Study: Dietary Added Sugars Pose Heart Attack, Stroke and Diabetes Risk

The average American consumes about 156 pounds of added sugar each year per capita, according to the U.S. Department of Agriculture.

That's troubling, especially when those statistics are coupled with the results of a new study in the Journal of the American Medical Association which says there's a significant correlation between dietary added sugars and an increased risk for diabetes, heart attack and stroke, "Good Morning America's" medical contributor Dr. Marie Savard said this morning on the show.

VIDEO: New study shows consuming processed foods with added sugar increases heart risk.
Added Sugar Bad for Your Heart

Published this week, this is the first major study to look at sugar and blood fats. It found that added sugar has adverse effects on the level of blood fats and therefore, on the heart.

Natural vs. Added Sugar

Sugars occur naturally in foods such as fruits, vegetables and milk, but manufacturers add extra sugar during processing, to boost the flavor or aid with preservation. Consumers may also add sugar to foods on their own.

American adults eat about 104 grams of sugar per day, but the American Heart Association recommends limiting added sugars to 25 grams per day for women and to 37.5 grams a day for men, Savard said.

Savard pointed out that teens were getting more than six times their recommended sugar intake -- or 161 grams per day.

Savard reviewed certain foods that have naturally occurring sugars:

Grapes: 1 cup has 15 grams of sugar.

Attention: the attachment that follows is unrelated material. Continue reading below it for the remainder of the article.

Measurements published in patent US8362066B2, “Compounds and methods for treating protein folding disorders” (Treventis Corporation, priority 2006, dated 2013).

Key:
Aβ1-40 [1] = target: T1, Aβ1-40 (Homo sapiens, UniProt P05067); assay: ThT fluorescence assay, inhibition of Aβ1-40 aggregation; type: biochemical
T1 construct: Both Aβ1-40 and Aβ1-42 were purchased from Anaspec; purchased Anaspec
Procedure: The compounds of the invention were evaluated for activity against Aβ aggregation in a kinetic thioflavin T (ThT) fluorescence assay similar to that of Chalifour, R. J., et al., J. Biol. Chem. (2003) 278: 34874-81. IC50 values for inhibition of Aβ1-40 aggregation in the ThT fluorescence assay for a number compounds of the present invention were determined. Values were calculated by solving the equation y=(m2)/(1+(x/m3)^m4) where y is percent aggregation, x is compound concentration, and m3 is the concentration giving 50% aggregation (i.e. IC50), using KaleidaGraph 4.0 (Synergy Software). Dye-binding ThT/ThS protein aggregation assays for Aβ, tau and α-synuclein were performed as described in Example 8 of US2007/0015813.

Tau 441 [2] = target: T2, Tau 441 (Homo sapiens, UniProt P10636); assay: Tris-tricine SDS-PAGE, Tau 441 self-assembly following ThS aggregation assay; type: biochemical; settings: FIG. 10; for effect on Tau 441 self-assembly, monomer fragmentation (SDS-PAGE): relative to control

Raisins: ¼ cup has 29 grams of sugar.

Grape juice: One cup has 41 grams of sugar.

Whole milk: One cup has about 12 grams of sugar. Milk sugar isn't very sweet, Savard said.

Plain full fat yogurt: Six ounces has 12 grams of sugar.

Fruit- or vanilla-flavored yogurt: About 25 grams.

When fruit is dried, though, the sugar becomes more concentrated, so consumers may be tempted to eat more to feel fuller.

Surprising Sugary Foods

Added sugars may lurk in food where they are least expected.

For example, a 16-ounce latte may have about 17 grams of sugar, but a Starbucks Frappucino of the same size has about three times the amount of added sugar.

Fruit smoothies may also contain surprising amounts of sugar. One Odwalla Original Superfood bottled smoothie has about 50 grams of sugar -- the rough equivalent of about the amount of sugar found in five donuts.

Sugars may also be found in another surprising place: sandwiches.

A 6-inch chicken submarine sandwich has have 17 grams of sugar. However, Lunchables, a popular packed school lunch, may have 36 grams -- or twice that of the sandwich.

The sub may have 17 grams of sugar, a Lunchables package may have 36 grams – or twice that of the sandwich.

A typical school lunch -- which could contain a glass of Welch's grape juice and six ounces of vanilla yogurt -- would have 101 grams of sugar, Savard said.

Click HERE for tips on how you can reduce the amount of added sugar in your diet.

To avoid the risk of added sugars, some people turn to artificial sweeteners, but Savard urged caution.

Artificial sweeteners don't add calories, but they do create a craving for more sweets, she noted.

Splenda is about 600 times as sweet as table sugar, Sweet'N Low is about 300 times as sweet and Equal is about 200 times as sweet, she explained.

Consumers are now also being offered agave, a sweetener promoted as natural but which is all fructose, she said. Agave is processed and has calories. This kind of sugar gets packed on as fat in the liver, she added.

Click here to return to the "Good Morning America" Web site.

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